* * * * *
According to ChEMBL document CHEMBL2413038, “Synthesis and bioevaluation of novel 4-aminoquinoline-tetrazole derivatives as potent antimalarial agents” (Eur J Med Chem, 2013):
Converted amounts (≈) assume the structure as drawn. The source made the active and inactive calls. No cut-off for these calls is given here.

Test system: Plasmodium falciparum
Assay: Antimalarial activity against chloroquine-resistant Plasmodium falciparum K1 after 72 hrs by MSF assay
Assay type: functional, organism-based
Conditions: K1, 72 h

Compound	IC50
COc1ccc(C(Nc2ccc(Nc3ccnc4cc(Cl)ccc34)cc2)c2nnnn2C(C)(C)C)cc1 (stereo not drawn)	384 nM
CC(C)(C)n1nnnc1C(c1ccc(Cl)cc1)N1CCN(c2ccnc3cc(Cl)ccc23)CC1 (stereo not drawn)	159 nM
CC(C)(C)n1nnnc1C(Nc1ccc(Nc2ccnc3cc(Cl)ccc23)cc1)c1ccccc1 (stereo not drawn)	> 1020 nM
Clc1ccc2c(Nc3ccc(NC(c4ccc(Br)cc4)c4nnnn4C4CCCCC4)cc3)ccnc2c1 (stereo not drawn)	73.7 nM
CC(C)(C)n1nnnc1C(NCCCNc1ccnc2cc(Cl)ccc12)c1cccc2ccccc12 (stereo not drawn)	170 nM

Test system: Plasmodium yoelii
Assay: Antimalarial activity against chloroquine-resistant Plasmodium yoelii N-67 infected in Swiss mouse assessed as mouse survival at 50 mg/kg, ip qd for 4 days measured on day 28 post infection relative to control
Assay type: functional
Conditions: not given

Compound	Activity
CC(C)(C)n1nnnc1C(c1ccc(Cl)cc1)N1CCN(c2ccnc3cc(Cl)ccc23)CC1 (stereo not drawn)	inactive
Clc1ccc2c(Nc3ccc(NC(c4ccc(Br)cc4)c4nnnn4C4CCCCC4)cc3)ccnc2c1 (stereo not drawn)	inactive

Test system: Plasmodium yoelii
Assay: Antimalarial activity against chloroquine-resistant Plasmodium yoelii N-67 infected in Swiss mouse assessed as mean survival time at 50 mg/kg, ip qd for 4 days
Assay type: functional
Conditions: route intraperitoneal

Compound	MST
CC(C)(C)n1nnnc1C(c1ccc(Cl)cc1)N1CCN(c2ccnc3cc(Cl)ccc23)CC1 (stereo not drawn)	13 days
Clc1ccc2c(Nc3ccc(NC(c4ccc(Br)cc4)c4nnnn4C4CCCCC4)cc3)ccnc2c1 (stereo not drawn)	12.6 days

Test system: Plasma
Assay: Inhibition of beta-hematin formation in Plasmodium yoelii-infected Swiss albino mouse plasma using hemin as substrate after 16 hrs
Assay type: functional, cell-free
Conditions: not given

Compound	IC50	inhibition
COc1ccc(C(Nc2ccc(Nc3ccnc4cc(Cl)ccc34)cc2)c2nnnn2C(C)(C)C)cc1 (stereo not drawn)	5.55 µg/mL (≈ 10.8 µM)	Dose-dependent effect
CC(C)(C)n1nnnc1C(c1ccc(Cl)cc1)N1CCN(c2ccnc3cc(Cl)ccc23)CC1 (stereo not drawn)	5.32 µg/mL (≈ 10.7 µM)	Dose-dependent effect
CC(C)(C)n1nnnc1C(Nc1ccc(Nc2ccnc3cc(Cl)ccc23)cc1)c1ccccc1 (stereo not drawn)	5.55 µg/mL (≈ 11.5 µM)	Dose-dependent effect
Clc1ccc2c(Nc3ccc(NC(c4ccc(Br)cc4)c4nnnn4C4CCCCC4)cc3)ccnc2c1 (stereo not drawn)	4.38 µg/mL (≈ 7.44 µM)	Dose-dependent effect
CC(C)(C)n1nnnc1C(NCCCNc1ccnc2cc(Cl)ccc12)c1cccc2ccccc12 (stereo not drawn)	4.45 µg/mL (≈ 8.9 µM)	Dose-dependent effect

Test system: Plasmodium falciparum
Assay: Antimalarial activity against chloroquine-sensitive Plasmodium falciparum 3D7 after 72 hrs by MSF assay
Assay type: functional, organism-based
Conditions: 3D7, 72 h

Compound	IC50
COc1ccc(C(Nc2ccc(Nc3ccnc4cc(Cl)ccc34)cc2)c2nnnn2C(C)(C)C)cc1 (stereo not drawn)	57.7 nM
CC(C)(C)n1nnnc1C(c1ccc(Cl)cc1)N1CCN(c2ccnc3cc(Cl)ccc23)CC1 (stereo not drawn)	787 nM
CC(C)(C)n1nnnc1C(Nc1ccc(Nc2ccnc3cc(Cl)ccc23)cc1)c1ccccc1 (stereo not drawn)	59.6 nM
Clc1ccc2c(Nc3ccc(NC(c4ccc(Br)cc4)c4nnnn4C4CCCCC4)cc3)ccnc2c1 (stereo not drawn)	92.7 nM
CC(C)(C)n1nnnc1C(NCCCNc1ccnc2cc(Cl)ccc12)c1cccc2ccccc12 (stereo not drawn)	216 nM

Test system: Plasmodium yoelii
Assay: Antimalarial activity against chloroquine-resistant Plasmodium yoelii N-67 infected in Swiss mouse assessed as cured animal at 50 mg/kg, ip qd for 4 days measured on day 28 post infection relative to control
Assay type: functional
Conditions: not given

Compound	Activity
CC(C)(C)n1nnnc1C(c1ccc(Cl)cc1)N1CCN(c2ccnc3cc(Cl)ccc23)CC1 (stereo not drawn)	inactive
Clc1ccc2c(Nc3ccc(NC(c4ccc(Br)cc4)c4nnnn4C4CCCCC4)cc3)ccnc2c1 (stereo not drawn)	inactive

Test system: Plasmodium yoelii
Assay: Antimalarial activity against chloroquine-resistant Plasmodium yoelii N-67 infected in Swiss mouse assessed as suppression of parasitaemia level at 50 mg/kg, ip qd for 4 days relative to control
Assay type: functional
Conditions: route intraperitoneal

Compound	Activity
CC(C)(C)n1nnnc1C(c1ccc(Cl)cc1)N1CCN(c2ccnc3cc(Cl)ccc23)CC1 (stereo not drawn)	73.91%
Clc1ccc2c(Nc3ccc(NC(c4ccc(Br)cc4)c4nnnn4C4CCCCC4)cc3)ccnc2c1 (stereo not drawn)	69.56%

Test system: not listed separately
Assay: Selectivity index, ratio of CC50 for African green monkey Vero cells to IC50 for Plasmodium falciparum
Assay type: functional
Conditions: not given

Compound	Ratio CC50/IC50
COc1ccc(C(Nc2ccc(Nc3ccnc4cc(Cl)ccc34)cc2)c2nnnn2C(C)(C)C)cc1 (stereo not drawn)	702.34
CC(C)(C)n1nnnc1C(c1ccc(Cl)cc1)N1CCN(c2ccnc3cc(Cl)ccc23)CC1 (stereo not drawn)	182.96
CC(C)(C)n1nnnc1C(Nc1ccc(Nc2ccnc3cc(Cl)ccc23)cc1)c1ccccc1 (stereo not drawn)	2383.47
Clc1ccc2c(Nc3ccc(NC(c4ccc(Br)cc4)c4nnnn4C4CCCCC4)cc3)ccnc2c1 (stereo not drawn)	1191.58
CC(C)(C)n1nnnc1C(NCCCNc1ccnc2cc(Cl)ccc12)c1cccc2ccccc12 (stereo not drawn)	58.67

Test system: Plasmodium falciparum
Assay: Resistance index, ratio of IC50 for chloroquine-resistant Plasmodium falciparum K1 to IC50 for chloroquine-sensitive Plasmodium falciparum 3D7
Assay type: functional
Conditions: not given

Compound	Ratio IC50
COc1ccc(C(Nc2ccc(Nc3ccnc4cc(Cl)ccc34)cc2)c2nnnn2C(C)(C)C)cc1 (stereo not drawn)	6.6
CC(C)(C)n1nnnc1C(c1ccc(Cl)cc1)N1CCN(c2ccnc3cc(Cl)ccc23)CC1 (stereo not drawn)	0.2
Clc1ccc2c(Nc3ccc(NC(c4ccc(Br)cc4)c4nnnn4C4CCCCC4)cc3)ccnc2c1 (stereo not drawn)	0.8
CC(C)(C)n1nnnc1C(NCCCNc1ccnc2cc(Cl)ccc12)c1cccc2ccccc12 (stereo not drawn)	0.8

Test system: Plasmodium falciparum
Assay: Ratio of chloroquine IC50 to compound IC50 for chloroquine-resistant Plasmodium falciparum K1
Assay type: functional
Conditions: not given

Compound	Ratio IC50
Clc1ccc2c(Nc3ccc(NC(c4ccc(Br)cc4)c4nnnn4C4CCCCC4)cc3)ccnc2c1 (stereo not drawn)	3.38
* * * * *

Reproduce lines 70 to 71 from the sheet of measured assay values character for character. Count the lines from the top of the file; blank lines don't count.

CC(C)(C)n1nnnc1C(NCCCNc1ccnc2cc(Cl)ccc12)c1cccc2ccccc12 (stereo not drawn)	58.67

Test system: Plasmodium falciparum